South Carolina is about to become the latest state to ban nearly all abortions. It would be triggered once a fetal heartbeat is detected. Most Democrats in the Statehouse walked out in protest for a time today, but majority Republicans ultimately passed the procedure — or measure. The governor says he will sign it after a final procedural vote tomorrow.

    On Wall Street today, the Dow Jones industrial average gained 90 points to close at 31613. But the Nasdaq fell 82 points, and the S&P 500 slipped one point.

    Britain's Prince Philip, who is 99, is in a London hospital tonight. Buckingham Palace says that the husband of Queen Elizabeth was feeling ill, and that he will remain hospitalized for a few days. It is not believed related to it is not believed related to COVID-19, as the prince has already been vaccinated.

    And talk radio host Rush Limbaugh died today. For more than 30 years, he trumpeted a brand of conservatism that won him a huge audience and condemnation.

    Lisa Desjardins looks at his career.

  • Rush Limbaugh:

    My friends, my name is Rush Limbaugh.

  • Lisa Desjardins:

    One of the most polarizing figures in American culture, Rush Limbaugh transformed talk radio and became a defining force in Republican politics.

    Born in Missouri, he started in radio in high school and dropped out of college to make it a career, one that became turbocharged in the 1980s, after the Reagan era ended the fairness doctrine, allowing broadcasters to air one-sided political views. "The Rush Limbaugh Show" launched in 1988.

    Limbaugh was a brash, unapologetic conservative, shaming Republicans he found wishy-washy and railing against the left, urging ideological warfare, including here against President Barack Obama.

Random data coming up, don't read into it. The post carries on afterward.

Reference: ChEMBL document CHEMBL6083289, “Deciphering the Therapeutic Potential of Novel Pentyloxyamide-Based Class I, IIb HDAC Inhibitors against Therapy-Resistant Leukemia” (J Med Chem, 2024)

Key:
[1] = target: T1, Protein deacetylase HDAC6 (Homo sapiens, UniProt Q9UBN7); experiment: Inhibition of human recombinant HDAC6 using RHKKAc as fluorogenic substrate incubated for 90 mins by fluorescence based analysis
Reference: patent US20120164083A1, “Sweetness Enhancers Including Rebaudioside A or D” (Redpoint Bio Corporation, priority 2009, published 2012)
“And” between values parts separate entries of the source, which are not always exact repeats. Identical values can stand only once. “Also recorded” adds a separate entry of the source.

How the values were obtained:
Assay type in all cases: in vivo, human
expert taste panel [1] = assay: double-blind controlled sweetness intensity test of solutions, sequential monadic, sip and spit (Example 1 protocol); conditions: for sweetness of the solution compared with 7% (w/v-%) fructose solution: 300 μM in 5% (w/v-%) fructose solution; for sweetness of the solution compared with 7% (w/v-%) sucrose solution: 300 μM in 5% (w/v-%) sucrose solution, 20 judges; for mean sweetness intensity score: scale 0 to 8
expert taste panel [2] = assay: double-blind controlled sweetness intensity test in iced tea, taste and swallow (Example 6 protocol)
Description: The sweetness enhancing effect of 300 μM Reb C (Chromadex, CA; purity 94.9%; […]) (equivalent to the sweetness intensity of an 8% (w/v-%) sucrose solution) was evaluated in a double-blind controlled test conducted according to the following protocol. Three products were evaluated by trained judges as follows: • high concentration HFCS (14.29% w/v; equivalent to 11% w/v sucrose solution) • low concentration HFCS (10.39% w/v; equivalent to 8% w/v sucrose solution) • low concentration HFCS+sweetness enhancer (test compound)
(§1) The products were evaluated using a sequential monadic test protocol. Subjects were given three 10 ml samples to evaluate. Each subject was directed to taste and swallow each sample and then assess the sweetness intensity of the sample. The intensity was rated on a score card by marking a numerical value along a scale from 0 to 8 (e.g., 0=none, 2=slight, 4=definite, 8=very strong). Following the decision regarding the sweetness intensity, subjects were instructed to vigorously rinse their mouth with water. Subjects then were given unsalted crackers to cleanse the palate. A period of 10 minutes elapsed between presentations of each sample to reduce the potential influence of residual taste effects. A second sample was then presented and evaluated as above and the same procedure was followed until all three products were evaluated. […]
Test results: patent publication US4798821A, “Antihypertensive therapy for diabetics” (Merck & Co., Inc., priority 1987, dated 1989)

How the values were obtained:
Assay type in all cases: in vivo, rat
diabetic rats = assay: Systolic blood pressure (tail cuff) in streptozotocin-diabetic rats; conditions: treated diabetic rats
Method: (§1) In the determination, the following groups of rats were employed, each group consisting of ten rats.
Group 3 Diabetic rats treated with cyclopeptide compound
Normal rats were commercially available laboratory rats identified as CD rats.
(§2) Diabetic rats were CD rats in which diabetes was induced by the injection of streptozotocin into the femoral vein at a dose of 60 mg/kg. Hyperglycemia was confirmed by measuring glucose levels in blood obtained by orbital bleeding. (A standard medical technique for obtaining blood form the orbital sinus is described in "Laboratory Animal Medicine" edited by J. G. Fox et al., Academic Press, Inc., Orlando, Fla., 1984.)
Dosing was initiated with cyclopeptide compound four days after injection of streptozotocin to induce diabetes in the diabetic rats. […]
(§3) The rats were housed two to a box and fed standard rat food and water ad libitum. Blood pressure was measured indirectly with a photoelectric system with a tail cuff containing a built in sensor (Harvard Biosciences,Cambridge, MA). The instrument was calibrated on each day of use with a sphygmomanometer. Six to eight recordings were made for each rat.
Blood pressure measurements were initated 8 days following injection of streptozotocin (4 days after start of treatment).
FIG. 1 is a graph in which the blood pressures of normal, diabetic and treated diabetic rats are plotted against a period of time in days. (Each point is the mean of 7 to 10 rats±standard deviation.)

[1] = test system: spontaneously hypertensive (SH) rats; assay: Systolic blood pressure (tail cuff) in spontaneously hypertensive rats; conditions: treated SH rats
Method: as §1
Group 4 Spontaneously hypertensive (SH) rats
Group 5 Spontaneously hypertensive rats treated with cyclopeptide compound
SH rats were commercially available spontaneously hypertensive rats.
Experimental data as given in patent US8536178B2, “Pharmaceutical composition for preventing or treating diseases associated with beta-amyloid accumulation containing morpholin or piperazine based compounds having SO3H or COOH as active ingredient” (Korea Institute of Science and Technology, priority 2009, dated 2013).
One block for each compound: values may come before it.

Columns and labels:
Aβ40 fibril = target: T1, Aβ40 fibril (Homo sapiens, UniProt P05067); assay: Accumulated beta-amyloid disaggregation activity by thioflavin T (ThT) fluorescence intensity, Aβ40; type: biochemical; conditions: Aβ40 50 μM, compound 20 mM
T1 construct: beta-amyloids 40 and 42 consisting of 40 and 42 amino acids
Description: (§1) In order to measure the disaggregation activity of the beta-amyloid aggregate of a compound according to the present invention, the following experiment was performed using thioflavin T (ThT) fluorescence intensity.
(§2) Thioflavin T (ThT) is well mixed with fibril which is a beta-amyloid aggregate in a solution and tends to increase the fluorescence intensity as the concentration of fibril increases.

• Rush Limbaugh:

    We're talking about it remaining the country we were all born into and reared and grown into. And it's under assault. It's always under assault. But it's never been under assault like this from within before. And it's a serious, serious battle.

    (APPLAUSE)

  • Lisa Desjardins:

    But critics heard a voice for white male power. Limbaugh pushed the racist conspiracy theory that President Obama was born outside the United States. And he hurled slurs at college student and birth control advocate Sandra Fluke.

  • Rush Limbaugh:

    That makes her a slut, right? Makes her a prostitute.

  • Lisa Desjardins:

    Limbaugh's focus on culture war issues like immigration helped pave the way for Donald Trump.

  • Donald Trump:

    He was a unique guy. And he was a — he became a friend of mine.

  • Lisa Desjardins:

    The former president called into FOX News today.

    In past months, Limbaugh amplified mister Trump's false claims of election fraud. Today, the former president stressed Limbaugh's support, including a call at the start of his campaign.

  • Donald Trump:

    When we came down the escalator, he liked my rather controversial speech. I made that speech that was a little on the controversial side. And he loved it. He was with me right from the beginning

  • Lisa Desjardins:

    Limbaugh announced his lung cancer diagnosis last February, and, one day later, Mr. Trump awarded him with the Medal of Freedom, the nation's highest civilian award, during the State of the Union address.

  • Donald Trump:

    Rush Limbaugh, thank you for your decades of tireless devotion to our country.

    (CHEERING AND APPLAUSE)

  • Lisa Desjardins:

    His effect was on display, with Republicans standing and Democrats silent, some angry. Unusually, Limbaugh himself was speechless.

    For the "PBS NewsHour," I'm Lisa Desjardins.

  • Judy Woodruff:

    Rush Limbaugh was 70 years old.